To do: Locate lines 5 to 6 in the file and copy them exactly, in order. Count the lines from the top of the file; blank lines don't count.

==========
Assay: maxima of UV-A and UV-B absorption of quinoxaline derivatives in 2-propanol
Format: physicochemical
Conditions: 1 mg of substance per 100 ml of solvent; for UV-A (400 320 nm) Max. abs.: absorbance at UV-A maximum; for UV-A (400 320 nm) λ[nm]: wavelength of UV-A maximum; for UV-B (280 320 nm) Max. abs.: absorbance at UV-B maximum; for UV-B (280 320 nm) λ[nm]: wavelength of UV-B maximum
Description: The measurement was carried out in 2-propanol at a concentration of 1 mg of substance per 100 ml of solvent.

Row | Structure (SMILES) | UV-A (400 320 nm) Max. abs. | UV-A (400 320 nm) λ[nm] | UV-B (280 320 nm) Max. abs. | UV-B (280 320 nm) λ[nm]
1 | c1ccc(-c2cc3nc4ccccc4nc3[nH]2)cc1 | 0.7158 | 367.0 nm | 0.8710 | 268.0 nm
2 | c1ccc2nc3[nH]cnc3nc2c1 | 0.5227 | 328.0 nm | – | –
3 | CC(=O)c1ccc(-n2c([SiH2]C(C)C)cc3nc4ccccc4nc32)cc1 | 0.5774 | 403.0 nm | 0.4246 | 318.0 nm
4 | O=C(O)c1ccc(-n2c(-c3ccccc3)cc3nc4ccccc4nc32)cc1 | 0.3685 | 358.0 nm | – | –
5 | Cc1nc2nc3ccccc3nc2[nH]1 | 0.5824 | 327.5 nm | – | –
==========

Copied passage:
Row | Structure (SMILES) | UV-A (400 320 nm) Max. abs. | UV-A (400 320 nm) λ[nm] | UV-B (280 320 nm) Max. abs. | UV-B (280 320 nm) λ[nm]
1 | c1ccc(-c2cc3nc4ccccc4nc3[nH]2)cc1 | 0.7158 | 367.0 nm | 0.8710 | 268.0 nm